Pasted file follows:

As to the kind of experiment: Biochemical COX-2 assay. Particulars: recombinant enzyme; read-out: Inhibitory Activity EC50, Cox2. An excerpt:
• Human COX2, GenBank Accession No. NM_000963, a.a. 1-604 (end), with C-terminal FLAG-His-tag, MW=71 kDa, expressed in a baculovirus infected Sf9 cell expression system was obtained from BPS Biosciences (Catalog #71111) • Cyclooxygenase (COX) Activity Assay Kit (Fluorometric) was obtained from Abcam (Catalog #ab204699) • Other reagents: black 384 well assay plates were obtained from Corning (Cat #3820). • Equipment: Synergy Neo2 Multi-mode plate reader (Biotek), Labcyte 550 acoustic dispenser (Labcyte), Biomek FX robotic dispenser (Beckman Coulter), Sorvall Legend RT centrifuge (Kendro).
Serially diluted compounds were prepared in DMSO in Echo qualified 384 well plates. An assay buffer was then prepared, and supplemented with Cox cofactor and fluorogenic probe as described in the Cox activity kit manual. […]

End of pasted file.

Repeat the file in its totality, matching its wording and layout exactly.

As to the kind of experiment: Biochemical COX-2 assay. Particulars: recombinant enzyme; read-out: Inhibitory Activity EC50, Cox2. An excerpt:
• Human COX2, GenBank Accession No. NM_000963, a.a. 1-604 (end), with C-terminal FLAG-His-tag, MW=71 kDa, expressed in a baculovirus infected Sf9 cell expression system was obtained from BPS Biosciences (Catalog #71111) • Cyclooxygenase (COX) Activity Assay Kit (Fluorometric) was obtained from Abcam (Catalog #ab204699) • Other reagents: black 384 well assay plates were obtained from Corning (Cat #3820). • Equipment: Synergy Neo2 Multi-mode plate reader (Biotek), Labcyte 550 acoustic dispenser (Labcyte), Biomek FX robotic dispenser (Beckman Coulter), Sorvall Legend RT centrifuge (Kendro).
Serially diluted compounds were prepared in DMSO in Echo qualified 384 well plates. An assay buffer was then prepared, and supplemented with Cox cofactor and fluorogenic probe as described in the Cox activity kit manual. […]